Berean Studies / Ber04 - Temperance And Self-Control
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Single Click a triangle below to see the references CT Russell selected for the associated question. The study questions (with the references) are also included as an attached Adobe PDF file at the bottom of this page.
1. What is the importance of self-control?
2. Is self-control necessary in the interest of others?
3. Are we to be ‘temperate in all things’?
4. Does self-control imply purification of the thoughts and intents of the heart?
5. Does temperance or self-control apply to our language?
6. Does self-control extend to business affairs?
7. Why is temperance necessary in our eating and drinking?
8. Should we be temperate in our joys as well as in our sorrows?
9. Is it possible to be intemperate in studying the Scriptures and in attending religious meetings?
10. What is the relation of the ‘new will’ toward the control of the flesh?
11. What is the duty of the Church toward those ‘new creatures’ who are lacking in self-control?
12. Why is self-control an essential qualification in an Elder ?
13. Why is it important that parents exercise self-control?
14. How can suggestion be applied in teaching children self-control?
15. How can we cultivate self-control?
R3273 col. 1 ¶2, 3; R2355 col. 2 ¶3
(a) By prayer- F149 ¶1, 2
(b) By study of the Word- R3090 col. 1 ¶1, 6, 7
(c) By being filled more and more with the holy Spirit- R3070 col. 2 ¶1, 2; E252 ¶2; E260 ¶2, 3
(d) By fasting- R2260 col. 2 ¶3
R3273 c1 p2,3
As we look at the world of which we once were a part, "Children of wrath even as others," we see that all of its strife is for some purpose. The politician strives for emoluments and sometimes for honor; the merchant strives for affluence and wealth; the struggles in the social arena are for place and influence. These are their prizes, and in their efforts to attain their ideals many are the sacrifices that are endured, many are the risks that are run, many are the night vigils and careful plans and schemes and plottings. Nevertheless, few of those who strive ever attain to their hearts' desires. The prize eludes their grasp; and the more fortunate ones who do grasp the prizes find that there is much bitterness connected with the success, much disappointment as to the real pleasure accompanying them. The Apostle compares these earthly ambitions of the world with the higher ambitions of the soldiers of the Lord's army. He points out that those who strive in earthly matters, either as race runners or as prize fighters in any department of the strife of earth, put themselves to certain tests of patience, endurance and self-denial in their endeavors to attain their ambitions; and he indicates that much more the soldiers of the cross should highly esteem the great prize for which we are called to fight the good fight--the prize of life eternal. The Apostle says, "Every man that striveth is temperate in all things: now they do it to attain a corruptible crown [reward], but we an incorruptible."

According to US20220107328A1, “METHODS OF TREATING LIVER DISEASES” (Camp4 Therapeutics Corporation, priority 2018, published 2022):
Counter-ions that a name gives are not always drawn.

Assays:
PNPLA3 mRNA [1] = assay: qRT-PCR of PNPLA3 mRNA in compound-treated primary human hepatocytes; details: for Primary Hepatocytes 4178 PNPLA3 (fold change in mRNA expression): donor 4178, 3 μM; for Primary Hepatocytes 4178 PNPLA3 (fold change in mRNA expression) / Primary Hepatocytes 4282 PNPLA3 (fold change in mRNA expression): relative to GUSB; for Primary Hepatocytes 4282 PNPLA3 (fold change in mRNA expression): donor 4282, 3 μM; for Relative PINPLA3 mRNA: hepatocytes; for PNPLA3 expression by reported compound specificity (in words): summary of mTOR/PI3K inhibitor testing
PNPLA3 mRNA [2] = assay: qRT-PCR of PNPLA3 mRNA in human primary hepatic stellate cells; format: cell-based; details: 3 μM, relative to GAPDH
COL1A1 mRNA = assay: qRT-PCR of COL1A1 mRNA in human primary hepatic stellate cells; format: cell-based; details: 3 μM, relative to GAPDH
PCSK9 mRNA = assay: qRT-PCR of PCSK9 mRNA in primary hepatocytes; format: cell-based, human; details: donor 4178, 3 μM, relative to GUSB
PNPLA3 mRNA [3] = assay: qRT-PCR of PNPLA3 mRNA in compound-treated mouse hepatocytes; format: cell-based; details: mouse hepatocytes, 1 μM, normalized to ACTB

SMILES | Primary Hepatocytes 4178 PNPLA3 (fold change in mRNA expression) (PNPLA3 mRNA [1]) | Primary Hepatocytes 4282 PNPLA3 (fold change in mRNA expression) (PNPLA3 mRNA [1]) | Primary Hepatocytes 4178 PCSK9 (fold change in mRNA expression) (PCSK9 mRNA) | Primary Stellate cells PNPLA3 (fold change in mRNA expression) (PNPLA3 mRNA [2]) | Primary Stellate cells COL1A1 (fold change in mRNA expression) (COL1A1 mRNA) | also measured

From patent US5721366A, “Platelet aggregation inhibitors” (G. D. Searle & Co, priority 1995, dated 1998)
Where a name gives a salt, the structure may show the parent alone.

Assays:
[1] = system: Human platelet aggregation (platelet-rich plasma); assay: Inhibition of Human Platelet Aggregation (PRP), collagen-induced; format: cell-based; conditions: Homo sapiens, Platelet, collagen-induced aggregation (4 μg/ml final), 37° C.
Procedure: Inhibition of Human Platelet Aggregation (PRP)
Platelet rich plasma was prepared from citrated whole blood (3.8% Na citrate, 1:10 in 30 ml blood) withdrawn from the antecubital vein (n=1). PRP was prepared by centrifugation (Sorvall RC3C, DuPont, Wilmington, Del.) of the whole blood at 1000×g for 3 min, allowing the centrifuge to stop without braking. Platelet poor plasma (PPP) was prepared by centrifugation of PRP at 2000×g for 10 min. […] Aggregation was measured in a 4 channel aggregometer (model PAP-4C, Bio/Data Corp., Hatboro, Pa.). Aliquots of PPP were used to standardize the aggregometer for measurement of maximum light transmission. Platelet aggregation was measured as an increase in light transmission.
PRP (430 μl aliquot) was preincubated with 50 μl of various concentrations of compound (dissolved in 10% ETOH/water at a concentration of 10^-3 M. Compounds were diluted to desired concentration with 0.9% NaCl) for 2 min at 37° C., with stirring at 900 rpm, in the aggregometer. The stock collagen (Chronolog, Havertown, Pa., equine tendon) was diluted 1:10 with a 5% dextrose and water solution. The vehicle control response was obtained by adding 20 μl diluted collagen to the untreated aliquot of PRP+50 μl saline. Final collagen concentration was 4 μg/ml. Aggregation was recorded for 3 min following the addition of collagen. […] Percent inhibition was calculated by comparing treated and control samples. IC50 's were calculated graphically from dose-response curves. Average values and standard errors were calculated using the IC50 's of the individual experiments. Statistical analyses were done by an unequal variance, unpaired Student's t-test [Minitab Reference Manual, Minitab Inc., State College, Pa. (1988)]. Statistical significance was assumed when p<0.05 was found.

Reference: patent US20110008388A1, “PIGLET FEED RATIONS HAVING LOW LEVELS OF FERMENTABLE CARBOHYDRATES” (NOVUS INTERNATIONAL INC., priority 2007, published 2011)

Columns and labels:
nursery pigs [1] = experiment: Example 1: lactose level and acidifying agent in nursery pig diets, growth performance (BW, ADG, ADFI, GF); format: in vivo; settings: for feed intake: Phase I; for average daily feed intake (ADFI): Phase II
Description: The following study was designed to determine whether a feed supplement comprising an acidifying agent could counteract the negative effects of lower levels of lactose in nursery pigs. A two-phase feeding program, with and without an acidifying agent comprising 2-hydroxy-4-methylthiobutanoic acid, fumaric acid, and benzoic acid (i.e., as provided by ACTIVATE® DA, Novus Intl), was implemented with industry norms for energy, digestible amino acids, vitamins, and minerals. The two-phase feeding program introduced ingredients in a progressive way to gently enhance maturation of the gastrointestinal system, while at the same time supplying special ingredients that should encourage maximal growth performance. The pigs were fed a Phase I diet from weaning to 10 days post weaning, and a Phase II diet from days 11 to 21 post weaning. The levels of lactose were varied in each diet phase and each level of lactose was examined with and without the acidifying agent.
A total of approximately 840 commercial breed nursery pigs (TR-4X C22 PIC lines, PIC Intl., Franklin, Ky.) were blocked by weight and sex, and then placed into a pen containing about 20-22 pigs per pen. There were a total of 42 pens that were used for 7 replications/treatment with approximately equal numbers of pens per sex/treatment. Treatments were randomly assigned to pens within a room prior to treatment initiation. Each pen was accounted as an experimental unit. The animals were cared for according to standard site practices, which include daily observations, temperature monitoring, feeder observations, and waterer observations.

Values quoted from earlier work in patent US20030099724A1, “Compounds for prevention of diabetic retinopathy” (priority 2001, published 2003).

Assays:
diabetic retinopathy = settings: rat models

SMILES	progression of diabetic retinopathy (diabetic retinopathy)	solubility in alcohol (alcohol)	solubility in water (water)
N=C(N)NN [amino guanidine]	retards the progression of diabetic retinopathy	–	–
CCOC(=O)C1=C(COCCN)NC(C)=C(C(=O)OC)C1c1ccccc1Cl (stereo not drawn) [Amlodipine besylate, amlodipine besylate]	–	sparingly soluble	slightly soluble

These who strive for earthly prizes do so in the face of much uncertainty. Every politician admits the strong probability of his defeat; every one who seeks wealth will acknowledge a strong probability that he will fail in his fight for it; but not so with the soldiers of the cross. The prize is not only superlatively great and grand and incorruptible, but it is a certainty, as the Apostle adds, "I therefore so run, not as uncertainly; so fight I, not as one that beateth the air." We know that faithfulness as followers of our Captain will bring results not only blessed to ourselves, but results which will be under the Lord's providences a blessing to all the families of the earth. It is in view of this certainty on our part as to the results and the grandeur thereof that the Apostle intimates that we, as soldiers of the cross, should be willing to endure much greater hardness and self-denial and buffeting for the sake of the cause we represent than would those who strive for the earthly crowns and prizes. And if they practice self-denial and disciplines late and early, in season and out of season, when convenient and when inconvenient, whether of food and drink if preparing for some physical contest, or of comforts and conveniences and pleasures if for political or business contests, much more should we not be slothful in our business, fervent in spirit, serving the Lord, fighting the good fight of faith, laying hold on eternal life as a sure thing, not an uncertainty. The Apostle applies this thought too, saying, "I keep my body under [its ambitions, appetites, desires], and bring it into subjection [to the new mind]: lest by any means when I have preached to others I myself should be a castaway [rejected from being a member of the little flock]."-- `1 Cor. 9:25-28`.
R2355 c2 p3